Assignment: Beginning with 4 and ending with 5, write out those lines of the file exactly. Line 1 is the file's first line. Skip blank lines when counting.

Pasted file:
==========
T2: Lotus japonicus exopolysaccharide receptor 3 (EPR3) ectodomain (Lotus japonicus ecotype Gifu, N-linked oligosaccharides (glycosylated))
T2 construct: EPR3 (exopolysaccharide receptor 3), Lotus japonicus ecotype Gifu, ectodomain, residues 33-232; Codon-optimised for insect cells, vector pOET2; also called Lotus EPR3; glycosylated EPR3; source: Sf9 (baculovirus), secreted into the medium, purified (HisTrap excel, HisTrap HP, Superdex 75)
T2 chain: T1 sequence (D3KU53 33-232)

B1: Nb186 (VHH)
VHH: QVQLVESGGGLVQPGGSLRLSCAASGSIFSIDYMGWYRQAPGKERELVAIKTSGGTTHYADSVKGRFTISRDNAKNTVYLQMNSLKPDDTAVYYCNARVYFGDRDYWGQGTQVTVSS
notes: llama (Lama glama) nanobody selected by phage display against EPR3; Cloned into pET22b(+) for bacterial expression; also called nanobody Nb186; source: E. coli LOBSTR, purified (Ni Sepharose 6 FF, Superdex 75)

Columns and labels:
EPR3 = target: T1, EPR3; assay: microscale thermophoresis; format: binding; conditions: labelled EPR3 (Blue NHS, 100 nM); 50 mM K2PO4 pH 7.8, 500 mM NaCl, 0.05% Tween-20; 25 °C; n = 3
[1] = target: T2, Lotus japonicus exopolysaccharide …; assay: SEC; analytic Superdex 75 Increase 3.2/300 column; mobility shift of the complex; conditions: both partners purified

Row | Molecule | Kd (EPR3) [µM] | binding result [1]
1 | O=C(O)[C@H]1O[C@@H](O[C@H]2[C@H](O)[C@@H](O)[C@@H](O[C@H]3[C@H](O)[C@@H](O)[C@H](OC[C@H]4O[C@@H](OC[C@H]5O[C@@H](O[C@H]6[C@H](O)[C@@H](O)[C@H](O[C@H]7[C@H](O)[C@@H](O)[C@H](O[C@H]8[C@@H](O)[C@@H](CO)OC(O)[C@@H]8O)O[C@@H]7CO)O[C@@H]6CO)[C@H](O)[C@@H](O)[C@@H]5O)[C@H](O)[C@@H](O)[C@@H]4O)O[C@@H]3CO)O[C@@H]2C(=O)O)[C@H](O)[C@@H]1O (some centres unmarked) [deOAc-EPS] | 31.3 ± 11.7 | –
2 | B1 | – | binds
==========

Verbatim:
B1: Nb186 (VHH)
VHH: QVQLVESGGGLVQPGGSLRLSCAASGSIFSIDYMGWYRQAPGKERELVAIKTSGGTTHYADSVKGRFTISRDNAKNTVYLQMNSLKPDDTAVYYCNARVYFGDRDYWGQGTQVTVSS